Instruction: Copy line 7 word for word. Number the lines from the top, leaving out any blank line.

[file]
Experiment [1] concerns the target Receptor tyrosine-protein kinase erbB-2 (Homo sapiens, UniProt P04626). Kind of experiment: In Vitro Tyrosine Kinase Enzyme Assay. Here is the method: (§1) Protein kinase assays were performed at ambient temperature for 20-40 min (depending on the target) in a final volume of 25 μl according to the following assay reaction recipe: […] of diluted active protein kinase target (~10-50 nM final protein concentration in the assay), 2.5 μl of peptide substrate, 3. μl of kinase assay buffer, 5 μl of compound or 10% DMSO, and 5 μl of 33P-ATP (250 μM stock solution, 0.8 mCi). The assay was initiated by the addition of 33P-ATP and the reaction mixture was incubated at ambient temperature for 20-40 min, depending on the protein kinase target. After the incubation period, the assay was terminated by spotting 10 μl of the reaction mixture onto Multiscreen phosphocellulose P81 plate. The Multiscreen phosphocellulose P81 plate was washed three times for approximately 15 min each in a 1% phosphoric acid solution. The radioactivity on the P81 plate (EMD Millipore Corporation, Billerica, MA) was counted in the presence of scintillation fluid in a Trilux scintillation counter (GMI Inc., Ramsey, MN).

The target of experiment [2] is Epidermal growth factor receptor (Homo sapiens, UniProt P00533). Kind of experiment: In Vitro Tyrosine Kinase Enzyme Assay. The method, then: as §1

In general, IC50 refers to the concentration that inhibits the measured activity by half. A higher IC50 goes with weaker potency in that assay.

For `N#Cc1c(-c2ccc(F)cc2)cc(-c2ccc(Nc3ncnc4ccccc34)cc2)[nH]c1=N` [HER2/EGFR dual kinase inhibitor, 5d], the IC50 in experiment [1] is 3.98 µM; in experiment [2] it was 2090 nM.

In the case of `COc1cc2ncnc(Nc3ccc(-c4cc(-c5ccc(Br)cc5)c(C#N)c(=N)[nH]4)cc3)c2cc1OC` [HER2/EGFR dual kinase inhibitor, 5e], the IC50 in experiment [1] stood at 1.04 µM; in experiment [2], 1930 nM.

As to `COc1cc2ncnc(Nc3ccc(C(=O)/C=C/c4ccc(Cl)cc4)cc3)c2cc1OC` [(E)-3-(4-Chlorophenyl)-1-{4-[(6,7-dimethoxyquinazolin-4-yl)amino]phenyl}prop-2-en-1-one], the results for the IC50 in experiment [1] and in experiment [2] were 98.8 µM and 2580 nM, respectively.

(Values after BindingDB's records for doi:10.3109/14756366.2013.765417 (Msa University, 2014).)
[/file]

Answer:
(Values after BindingDB's records for doi:10.3109/14756366.2013.765417 (Msa University, 2014).)